Prince George has a “Falls Prevention” hot line setup; it can be accessed by calling city hall at 250-561-7600. The hot line is a reporting system for barriers to the “walk-ability” of the city. People are encouraged to phone the city and report any walk area that is in need of repair. As soon as they know of an area, they put it on the list for city crews to eventually repair. As I understand it, the city has a long list and priority for the crews is on a first called, first fixed system and will eventually get to your area.

The city had set this up in 2003 when it presented a mandate to the province concerning Prince George fitness. The theory was based on the thought “People tend to walk more in areas when they see others walking”. That fact was apparent to me on my PET. Every year I go out, I see more and more of them on the road. Prince George has over 3100 of these devices owned by its’ citizens. As I ride I smile and think “monkey see monkey do” a lot. Several mobility riders even offered my trademark greeting of “Want to Race?” before I could speak anything.

Over the winter of 2007/08 the Prince George region experienced an unusually large dump of snow over a period of several weeks. In addition to that, the nearby confluence of the Fraser and Nechako Rivers decided to overflow their banks, threatening transport routes, businesses and housing along the Nechako. This was due to large ice jams forming from the confluence to about 9 Km up the Nechako and Fraser. Actually, flooding on the Nechako had been occurring since the spring & summer of 2006 & 07; the 07/08 winter brought many additional snow removal challenges that the city had not experienced for well over 20 years and the waters rose to levels not seen in over 100 years.

Prince George did not seem prepared or organized during that period. Resources were spent to the maximum and some city streets and most sidewalks would remain unploughed for weeks at a time. Priority for cleanup seemed to be based on the aggressiveness of complaints. Having just a mobility aid for transport I often found myself trapped in my apartment most of the winter. Having a polite nature and a soft voice, I missed over 60 percent of my limited work days over that winter; my transport just is not made for those conditions. I got fed up and called city hall one bright sunny January morning and blew up. Crews were deployed within 2 hours and I was able to get out for the first time in 3 weeks! During those 3 weeks, I planned ways to make the city aware that folks who decided to reduce their carbon footprint by only driving devices like this were being prosecuted this way. What would the incentive be to do our part for the environment if we could not leave our houses?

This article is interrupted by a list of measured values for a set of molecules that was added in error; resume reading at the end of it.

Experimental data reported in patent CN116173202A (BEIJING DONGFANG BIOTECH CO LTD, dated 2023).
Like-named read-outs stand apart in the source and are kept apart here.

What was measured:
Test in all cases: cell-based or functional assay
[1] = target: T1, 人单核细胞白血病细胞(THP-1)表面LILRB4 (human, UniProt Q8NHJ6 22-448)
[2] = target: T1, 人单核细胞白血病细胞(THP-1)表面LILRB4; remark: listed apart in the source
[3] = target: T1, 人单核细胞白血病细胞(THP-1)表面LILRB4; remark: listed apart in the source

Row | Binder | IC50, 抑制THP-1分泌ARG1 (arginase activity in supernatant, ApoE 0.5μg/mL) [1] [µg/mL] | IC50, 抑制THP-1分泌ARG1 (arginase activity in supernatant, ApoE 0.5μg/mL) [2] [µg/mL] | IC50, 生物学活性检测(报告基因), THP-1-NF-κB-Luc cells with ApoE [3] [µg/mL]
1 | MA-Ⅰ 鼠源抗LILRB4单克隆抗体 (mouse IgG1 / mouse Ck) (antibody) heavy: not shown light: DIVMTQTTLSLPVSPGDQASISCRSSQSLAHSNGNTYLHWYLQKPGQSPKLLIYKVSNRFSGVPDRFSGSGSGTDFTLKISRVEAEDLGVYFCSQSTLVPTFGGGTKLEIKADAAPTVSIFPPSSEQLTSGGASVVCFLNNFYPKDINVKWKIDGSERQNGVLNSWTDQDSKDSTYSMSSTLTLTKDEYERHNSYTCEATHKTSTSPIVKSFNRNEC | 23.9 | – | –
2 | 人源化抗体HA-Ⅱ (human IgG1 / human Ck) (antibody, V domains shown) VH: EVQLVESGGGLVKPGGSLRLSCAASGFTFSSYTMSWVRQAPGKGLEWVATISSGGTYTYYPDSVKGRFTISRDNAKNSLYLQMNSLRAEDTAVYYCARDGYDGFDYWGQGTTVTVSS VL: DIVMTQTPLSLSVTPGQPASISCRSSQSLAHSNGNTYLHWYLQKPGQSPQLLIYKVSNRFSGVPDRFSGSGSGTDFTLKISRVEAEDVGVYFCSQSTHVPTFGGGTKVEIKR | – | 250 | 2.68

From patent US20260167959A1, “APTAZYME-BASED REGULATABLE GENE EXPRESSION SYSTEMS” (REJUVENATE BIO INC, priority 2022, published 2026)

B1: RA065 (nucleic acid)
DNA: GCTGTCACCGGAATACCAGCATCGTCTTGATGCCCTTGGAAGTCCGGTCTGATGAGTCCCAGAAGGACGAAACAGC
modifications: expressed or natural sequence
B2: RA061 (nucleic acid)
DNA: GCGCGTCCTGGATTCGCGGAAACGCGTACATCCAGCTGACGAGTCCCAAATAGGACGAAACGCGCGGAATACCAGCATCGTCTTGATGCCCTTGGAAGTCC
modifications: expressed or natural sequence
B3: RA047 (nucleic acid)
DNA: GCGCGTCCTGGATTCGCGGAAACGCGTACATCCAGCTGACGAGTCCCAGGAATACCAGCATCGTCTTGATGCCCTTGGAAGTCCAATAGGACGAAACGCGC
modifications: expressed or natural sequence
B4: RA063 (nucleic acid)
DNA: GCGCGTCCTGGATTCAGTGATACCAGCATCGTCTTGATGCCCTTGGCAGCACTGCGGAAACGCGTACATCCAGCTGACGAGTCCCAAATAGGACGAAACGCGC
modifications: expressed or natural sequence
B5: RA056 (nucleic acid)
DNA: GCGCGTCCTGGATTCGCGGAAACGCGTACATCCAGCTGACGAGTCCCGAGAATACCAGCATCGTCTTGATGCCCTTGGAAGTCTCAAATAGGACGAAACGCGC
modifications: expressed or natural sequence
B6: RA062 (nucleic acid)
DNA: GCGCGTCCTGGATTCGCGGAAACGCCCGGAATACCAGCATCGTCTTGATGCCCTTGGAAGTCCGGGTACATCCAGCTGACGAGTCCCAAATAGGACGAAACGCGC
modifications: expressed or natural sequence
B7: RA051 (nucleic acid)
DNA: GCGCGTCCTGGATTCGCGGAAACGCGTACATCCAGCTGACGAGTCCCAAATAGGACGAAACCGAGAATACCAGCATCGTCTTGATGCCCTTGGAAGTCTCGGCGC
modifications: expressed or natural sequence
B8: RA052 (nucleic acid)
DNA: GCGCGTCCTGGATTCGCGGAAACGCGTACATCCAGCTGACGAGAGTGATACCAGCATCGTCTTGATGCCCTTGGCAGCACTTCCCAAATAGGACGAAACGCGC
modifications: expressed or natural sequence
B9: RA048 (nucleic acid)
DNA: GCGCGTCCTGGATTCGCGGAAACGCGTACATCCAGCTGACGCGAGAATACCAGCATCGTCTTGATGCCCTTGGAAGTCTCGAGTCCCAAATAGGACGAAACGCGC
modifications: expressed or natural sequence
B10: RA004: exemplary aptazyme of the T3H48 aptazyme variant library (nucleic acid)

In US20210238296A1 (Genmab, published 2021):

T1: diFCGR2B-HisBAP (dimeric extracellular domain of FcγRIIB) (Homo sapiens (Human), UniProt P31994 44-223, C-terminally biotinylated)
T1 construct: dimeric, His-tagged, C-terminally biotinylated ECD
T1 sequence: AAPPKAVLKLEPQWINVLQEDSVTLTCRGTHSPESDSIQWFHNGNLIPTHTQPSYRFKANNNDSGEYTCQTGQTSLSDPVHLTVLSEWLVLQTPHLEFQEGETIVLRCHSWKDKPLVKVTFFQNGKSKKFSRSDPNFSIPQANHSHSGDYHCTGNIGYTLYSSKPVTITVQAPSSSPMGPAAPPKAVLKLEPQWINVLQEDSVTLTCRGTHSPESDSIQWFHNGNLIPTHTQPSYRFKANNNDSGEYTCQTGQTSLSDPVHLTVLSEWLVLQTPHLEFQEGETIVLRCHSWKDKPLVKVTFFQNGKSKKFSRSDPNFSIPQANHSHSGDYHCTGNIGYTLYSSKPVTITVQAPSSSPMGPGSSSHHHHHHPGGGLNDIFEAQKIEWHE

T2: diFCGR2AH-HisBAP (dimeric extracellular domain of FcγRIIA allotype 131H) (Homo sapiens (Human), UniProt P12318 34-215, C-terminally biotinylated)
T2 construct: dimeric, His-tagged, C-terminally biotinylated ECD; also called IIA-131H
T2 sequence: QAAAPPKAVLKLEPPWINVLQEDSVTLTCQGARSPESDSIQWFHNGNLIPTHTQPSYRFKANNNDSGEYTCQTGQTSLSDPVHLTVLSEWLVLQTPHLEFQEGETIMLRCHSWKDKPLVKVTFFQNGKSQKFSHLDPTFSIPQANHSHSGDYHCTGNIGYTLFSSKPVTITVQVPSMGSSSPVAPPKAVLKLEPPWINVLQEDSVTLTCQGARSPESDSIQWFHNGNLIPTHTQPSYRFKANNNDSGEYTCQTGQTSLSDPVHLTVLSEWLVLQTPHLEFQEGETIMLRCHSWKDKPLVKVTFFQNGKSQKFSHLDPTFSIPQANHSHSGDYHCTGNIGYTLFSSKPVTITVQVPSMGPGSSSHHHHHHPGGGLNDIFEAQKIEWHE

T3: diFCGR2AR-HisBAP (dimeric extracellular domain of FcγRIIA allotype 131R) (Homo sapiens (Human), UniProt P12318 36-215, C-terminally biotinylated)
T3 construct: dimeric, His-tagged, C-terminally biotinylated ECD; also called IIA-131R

To that end I contacted John Neison, former chairperson for the now defunct “PG Scooter Club” in February 2008. We discussed the potential of re-forming the club with new values and principles. In April 2008, we announced to Prince George that the Prince George Power Mobility Club was born out of the ashes of the Scooter club. We discussed methods of recruitment; possible activities if we did. We came up with a few ideas, thought of the barriers to doing those activities and found ways to overcome many.

In the spring when the snow cleared I saw that several large communities in Canada had started an event of colossal importance. Electric Day was held and will be held annually, some hold hopes that it will become another day of celebration; yet another “Stat” with a purpose directed towards the environment. A day to celebrate all things related to electric transport. Buses, Cars, Bicycles, Scooters, Wheel chairs, Electric generating treadmills, and solar panels (to name a few of the items I saw featured) were presented to thousands. “Why can Prince George not hold such an event?” I asked John. He did not know an answer. I further suggested that the PGPMC investigate the potential and perhaps host it here.